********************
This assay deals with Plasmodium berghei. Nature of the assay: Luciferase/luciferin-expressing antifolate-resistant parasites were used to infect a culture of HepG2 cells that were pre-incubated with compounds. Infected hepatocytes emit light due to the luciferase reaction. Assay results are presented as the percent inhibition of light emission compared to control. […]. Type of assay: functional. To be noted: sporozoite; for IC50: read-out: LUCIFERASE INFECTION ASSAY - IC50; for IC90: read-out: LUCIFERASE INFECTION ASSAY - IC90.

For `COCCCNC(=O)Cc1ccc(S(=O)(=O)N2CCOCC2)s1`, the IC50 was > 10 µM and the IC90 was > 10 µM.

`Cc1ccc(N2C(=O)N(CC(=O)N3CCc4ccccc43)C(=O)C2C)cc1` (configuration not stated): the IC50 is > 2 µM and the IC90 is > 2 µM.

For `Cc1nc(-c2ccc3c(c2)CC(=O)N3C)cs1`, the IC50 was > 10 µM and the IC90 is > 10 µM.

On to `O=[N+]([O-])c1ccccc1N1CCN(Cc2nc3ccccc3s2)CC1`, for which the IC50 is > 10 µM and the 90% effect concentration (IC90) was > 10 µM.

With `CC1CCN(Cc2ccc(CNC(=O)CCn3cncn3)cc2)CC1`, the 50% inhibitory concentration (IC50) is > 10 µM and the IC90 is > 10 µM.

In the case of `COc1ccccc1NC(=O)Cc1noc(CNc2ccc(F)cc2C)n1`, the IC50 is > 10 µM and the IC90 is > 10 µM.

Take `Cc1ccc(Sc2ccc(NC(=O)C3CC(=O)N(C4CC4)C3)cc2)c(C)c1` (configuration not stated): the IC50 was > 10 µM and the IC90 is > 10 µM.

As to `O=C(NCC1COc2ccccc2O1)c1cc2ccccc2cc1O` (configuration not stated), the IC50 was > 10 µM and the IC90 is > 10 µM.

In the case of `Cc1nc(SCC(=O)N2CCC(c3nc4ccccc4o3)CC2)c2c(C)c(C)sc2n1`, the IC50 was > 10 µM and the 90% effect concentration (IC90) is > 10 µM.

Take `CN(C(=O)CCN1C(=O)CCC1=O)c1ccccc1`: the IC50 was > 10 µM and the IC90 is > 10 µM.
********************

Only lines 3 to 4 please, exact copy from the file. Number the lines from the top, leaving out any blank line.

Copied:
`Cc1ccc(N2C(=O)N(CC(=O)N3CCc4ccccc43)C(=O)C2C)cc1` (configuration not stated): the IC50 is > 2 µM and the IC90 is > 2 µM.

For `Cc1nc(-c2ccc3c(c2)CC(=O)N3C)cs1`, the IC50 was > 10 µM and the IC90 is > 10 µM.